NORTH AUGUSTA — Runs, hits and errors are still a part of the vocabulary, but high fives and hugs are few and far between this week in Riverview Park, with a pair of sports camps being held this week.
Baseball and cheerleading camps are both summer fixtures at the park, but this year's events are being handled with a variety of precautions due to the coronavirus.
Local options, in terms of sports camps, normally include football, tennis, basketball, baseball, soccer, cheerleading and more, sometimes in association with local schools, but pickings have been relatively slim this season, with health-related fears dominating the news.
"I was worried about having too many kids out there," said one local football coach whose program normally plays host to a camp.
A local basketball coach gave a similar description: "We will not be hosting any type of ... basketball camp this summer, especially with everything going on with the virus."
North Augusta City Council member Pat Carpenter, largely known as one of the community's most enthusiastic advocates for youth sports, was in camp mode this week (Monday through Thursday), leading her annual cheerleading camp, with about 54 girls on board for three hours of daily, indoor instruction at Riverview Park Activities Center.
Carpenter's event ran simultaneously with a baseball camp led by Kevin Lynn, North Augusta High's head baseball coach, with 66 boys enrolled.
Lynn, referring to his campers and instructors, said, "There's times when they're all near each other, but it's usually just in passing and they're going to their next station."
Stations, in this case, include one for infield drills, another for outfield work, a third for pitching and another for running bases. Four batting cages are also part of the mix.
Carpenter, guiding the cheerleading camp, said her 2020 event does not include its traditional craft component, which would have kids taking about an hour each day to produce a craft item relating to the camp's annual theme.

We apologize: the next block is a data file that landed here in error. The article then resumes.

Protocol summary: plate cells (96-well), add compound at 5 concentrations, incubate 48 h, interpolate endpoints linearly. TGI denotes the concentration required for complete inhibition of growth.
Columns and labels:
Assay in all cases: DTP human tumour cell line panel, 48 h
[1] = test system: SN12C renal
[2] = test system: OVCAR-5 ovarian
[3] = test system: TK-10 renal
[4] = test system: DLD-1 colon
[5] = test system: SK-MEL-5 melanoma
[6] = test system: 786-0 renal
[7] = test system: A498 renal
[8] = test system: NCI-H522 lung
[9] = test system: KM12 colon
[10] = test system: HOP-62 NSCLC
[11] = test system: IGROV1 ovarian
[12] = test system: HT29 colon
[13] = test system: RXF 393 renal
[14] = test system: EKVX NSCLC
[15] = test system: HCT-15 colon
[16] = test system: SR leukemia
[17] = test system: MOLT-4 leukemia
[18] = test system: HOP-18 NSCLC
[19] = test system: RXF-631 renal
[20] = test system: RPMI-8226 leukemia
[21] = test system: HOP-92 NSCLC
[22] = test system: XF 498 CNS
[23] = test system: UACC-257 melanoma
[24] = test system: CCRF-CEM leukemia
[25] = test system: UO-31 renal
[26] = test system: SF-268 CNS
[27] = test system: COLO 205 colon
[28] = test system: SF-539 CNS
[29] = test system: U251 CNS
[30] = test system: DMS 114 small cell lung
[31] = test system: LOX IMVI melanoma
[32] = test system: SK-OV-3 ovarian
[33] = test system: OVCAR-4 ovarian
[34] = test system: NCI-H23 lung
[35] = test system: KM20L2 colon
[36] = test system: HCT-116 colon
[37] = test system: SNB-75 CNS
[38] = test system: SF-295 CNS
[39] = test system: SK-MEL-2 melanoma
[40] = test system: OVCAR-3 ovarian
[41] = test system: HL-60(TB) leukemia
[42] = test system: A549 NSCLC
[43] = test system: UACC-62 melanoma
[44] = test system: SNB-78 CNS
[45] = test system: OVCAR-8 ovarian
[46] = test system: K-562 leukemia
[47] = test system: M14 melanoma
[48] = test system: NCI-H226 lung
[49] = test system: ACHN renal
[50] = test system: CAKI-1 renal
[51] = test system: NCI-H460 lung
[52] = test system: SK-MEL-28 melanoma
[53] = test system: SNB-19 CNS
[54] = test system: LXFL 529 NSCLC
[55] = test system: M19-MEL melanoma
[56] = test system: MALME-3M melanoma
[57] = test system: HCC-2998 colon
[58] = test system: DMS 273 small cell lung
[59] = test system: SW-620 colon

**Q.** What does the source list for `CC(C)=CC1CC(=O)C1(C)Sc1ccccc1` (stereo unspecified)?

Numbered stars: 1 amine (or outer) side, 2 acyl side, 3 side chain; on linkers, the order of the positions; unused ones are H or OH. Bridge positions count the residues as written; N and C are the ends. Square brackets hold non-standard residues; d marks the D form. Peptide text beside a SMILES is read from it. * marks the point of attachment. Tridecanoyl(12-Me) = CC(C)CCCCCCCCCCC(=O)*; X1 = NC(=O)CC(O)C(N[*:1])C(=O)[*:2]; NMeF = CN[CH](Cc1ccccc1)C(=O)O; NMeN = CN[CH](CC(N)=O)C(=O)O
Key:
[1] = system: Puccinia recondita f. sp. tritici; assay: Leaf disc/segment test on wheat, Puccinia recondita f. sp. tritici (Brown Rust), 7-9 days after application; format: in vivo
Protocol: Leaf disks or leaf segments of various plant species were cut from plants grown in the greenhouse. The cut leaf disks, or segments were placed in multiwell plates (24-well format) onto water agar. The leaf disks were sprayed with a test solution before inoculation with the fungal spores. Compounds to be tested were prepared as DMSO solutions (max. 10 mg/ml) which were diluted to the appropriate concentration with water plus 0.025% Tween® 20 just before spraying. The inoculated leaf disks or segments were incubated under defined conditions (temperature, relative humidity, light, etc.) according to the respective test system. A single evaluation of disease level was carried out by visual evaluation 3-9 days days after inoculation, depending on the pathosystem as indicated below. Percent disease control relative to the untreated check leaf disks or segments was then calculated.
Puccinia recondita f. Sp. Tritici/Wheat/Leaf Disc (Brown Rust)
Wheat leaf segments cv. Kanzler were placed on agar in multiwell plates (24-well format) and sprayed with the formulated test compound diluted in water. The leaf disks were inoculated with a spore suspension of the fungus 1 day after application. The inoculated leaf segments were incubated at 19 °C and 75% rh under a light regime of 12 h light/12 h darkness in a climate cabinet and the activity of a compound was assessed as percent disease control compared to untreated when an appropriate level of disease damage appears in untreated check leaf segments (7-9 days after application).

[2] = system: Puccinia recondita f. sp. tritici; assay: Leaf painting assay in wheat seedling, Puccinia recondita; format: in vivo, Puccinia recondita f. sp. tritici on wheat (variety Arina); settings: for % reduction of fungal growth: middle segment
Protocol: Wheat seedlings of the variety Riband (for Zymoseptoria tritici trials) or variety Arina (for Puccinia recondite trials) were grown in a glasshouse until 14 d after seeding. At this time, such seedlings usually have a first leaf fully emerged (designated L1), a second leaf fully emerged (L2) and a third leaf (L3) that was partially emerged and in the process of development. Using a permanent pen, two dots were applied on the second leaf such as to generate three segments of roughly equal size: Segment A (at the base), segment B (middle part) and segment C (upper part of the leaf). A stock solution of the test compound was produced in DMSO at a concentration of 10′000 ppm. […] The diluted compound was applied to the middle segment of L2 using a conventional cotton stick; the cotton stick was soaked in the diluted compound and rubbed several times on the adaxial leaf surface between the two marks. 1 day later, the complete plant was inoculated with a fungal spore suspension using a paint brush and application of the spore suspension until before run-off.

Gymnasium-style mats are nowhere in sight, and "building" – with kids lifting each other and standing on each other's shoulders – is not a part of this year's mix, she confirmed.
"This year, we have some chants and cheers and a dance. That way, they're doing that individually. They don't have to really touch anybody or be up close," Carpenter said.
Lynn, assessing the baseball situation, said he noticed that Riverview Park, in recent weeks, had been playing host to a variety of baseball teams and the parents and other boosters who accompany them, so the idea of holding a camp made sense.
"I just felt like the people were waiting for the camp anyway, since I usually have one around this time, but being able to have all these fields at my disposal, it helped. You have more of an opportunity to get one-on-one attention, spread out on different fields."
Extra acreage, he said, also means kids in one age group are not lumped in with another age group, causing friction in terms of size and game development.
Rick Meyer, director of the North Augusta Department of Parks, Recreation and Tourism, has helped guide the sports traffic. "We had to cancel a bunch, but .. Pat felt comfortable doing her cheerleading camp, and then, the baseball camp's outside. We've tried to limit anything inside."
Chris Tully, North Augusta's tennis director, led a camp June 22-25, and had 49 participants – an overwhelming situation that led to Tully taking six counselors on board to help him handle the load.
"All I did was put in on my Facebook page – the Riverview tennis page," he recalled. "It went great. We had a big time."
This summer's situation, he confirmed, caught him off guard. "There's just nothing else to compete with. There's no church camps. There's nothing going on. I think these parents are desperate to get the kids out."